Carbonate Margin Depositional Dynamics of the Lower Silurian Taconic and Salinic Foreland Basins: a High Frequency Eustatic Signal Superimposed on Long-Term Basin Evolution
Patrick I. McLaughlin1 and Carlton E. Brett2
1Bucknell University, Geology Department, Lewisburg, PA 17837
2University of Cincinnati, Department of Geology, Cincinnati OH 45221
New sequence stratigraphic analysis along the Cincinnati Arch reveals striking similarity between classic Lower Silurian sections of the Niagara region and outcrop and subsurface data from southwestern Ohio. The strata of these two regions contain a Llandovery succession made up of couplets of hardground-bearing glauconitic grainstone-ironstone and (largely barren) shale-dominated intervals, forming 4th-order depositional sequences. Three complete lower Llandovery depositional sequences and the lower part of a fourth, deposited during the Taconic Orogeny, show little change from southern Ohio southwestward into central Kentucky (~150 km), indicating depositional strike. However, these strata show a high degree of facies change in sections to the northwest of this strike line, indicating the direction of depositional dip. These strata are removed under a late Llandovery age erosional unconformity that is regionally angular. The erosion is so extensive that across western Ohio, northwestern Kentucky, and eastern Indiana only a portion of the lowermost depositional sequence is preserved, similar to the pattern of stratal overstepping developed in the Niagara region. The erosion is to extensive on the Cincinnati Arch that the uppermost Llandovery age strata rest upon the Upper Ordovician in parts of eastern Indiana, suggesting the axis of the Cincinnati Arch resided several tens of kilometers west of its present location during the Llandovery (nearly coincident with the Upper Ordovician Sebree Trough). The uplift of the arch during the late Llandovery is coincident with renewed basin subsidence further to the east and is interpreted as far-field tectonic response to the onset of the Salinic Orogeny.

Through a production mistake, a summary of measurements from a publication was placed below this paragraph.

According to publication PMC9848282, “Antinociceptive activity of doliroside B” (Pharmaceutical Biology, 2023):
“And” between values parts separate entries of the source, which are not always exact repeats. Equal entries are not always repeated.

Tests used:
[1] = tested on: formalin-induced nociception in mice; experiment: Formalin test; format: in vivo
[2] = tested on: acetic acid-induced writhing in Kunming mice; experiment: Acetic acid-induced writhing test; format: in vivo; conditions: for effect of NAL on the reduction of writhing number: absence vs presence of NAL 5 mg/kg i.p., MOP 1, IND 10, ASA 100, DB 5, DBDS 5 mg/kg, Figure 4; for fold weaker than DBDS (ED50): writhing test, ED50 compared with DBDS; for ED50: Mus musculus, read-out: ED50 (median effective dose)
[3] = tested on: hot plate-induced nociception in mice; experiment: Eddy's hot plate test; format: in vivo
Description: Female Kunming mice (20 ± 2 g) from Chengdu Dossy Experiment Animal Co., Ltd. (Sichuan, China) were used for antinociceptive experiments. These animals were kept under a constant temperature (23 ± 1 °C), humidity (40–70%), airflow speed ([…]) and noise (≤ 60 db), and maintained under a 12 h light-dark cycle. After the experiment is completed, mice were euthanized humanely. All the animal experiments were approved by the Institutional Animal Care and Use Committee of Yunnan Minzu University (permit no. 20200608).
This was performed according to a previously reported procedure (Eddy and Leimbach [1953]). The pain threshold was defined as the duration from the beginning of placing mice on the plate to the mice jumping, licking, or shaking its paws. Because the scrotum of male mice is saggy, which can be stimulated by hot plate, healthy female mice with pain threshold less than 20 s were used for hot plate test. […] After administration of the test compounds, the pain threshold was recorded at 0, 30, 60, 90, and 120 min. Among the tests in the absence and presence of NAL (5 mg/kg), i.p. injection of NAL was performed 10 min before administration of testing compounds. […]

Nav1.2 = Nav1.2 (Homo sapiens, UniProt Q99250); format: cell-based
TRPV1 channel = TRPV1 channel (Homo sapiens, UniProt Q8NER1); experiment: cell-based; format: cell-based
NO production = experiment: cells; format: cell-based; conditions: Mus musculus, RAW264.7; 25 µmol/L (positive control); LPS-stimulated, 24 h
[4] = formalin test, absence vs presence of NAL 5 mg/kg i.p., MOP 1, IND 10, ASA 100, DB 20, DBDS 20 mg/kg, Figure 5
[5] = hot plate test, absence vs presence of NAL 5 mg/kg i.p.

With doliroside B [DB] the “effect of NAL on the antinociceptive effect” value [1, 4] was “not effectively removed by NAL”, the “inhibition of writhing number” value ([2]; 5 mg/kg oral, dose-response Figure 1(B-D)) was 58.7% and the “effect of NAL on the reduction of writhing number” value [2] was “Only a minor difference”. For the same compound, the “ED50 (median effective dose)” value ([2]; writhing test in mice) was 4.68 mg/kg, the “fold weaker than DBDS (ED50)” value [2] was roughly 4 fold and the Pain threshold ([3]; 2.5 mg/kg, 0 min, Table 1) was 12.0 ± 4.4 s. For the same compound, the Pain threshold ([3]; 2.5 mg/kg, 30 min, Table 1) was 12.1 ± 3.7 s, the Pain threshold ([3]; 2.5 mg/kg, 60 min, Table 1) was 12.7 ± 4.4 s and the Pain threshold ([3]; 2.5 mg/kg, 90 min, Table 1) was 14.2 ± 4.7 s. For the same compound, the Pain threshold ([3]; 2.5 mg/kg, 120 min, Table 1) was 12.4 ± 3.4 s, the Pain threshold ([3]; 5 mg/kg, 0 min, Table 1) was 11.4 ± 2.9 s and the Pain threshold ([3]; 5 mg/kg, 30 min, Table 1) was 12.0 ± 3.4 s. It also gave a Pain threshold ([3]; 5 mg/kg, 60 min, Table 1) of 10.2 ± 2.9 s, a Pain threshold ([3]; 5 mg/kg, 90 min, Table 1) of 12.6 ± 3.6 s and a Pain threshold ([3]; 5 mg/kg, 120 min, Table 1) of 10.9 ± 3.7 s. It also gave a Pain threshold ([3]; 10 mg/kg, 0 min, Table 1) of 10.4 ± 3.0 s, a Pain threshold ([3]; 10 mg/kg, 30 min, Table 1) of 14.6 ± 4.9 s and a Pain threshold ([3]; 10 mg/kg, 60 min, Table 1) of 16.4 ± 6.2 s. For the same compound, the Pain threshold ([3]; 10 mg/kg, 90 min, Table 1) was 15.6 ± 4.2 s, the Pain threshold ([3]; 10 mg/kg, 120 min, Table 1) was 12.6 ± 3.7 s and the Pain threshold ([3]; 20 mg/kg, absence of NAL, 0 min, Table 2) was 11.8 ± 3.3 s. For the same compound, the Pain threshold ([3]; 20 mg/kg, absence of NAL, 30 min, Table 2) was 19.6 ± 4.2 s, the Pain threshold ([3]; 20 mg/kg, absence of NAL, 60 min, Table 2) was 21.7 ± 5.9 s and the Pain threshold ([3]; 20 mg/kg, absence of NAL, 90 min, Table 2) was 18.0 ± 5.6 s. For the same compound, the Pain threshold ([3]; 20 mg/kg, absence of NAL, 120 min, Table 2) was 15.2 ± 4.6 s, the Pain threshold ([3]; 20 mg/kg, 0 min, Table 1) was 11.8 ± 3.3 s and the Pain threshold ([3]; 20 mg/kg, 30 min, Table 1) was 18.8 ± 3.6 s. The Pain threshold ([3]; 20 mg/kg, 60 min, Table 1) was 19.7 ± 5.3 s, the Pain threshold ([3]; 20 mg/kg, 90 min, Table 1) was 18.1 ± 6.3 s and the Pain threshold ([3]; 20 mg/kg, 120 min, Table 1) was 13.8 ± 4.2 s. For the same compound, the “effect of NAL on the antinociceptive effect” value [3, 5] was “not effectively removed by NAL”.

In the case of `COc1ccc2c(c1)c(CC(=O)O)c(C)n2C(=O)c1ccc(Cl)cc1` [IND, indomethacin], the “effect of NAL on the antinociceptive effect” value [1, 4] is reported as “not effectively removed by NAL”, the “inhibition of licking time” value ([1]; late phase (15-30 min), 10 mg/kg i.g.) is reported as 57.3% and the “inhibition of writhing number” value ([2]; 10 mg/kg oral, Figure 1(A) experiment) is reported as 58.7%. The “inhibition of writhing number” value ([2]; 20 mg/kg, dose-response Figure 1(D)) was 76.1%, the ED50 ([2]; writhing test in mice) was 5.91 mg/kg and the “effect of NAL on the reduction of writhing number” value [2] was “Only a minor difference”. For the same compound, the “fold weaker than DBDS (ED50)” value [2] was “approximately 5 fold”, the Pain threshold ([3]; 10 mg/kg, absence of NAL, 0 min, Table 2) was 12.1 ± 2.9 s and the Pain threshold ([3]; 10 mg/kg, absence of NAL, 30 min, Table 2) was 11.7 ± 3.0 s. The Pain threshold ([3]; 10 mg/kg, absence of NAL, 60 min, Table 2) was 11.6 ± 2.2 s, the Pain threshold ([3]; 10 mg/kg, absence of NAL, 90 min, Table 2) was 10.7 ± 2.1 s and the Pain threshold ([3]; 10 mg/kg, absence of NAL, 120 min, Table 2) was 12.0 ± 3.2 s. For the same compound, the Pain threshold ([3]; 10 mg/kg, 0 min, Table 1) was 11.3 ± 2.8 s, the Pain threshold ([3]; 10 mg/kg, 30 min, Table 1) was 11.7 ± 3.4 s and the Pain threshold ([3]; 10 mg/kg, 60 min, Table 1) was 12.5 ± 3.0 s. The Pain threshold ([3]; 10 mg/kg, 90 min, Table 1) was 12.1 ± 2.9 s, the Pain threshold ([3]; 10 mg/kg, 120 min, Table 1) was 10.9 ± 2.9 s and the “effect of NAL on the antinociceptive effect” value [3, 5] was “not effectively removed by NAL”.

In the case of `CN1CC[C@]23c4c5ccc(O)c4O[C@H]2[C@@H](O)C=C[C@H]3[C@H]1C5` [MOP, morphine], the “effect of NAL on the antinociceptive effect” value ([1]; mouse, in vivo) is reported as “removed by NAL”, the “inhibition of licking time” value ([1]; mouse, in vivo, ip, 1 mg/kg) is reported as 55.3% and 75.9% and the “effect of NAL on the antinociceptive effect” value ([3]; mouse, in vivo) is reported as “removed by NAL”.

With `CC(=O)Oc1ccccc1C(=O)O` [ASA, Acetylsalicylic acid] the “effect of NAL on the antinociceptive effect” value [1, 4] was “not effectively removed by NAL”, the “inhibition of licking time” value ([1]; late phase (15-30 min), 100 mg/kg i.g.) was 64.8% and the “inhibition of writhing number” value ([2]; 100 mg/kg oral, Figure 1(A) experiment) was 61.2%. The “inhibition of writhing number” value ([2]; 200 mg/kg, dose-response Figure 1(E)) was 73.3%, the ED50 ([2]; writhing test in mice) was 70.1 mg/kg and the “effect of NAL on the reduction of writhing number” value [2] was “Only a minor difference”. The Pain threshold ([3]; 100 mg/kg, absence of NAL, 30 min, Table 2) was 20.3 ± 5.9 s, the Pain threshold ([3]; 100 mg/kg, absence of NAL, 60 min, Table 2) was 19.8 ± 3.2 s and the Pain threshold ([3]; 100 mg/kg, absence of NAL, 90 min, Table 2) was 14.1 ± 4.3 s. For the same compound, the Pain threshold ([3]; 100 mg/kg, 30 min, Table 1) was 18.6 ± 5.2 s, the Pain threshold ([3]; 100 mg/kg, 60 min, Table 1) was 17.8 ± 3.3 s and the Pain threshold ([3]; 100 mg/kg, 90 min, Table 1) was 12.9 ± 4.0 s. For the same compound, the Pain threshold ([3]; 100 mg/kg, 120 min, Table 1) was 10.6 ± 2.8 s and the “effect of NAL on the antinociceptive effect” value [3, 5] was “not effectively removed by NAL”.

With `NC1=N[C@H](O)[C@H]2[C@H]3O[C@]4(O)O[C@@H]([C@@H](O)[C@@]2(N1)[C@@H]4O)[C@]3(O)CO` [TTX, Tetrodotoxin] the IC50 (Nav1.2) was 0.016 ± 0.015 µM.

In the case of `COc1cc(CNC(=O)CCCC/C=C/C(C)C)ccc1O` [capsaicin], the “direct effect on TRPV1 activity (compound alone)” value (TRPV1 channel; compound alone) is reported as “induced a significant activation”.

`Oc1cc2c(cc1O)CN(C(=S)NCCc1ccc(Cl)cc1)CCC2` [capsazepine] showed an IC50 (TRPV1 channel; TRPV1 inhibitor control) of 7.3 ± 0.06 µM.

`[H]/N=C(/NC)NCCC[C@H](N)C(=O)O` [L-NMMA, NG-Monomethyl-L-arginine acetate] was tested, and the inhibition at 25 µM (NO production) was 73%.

AAPG Search and Discovery Article #90059©2006 AAPG Eastern Section Meeting, Buffalo, New York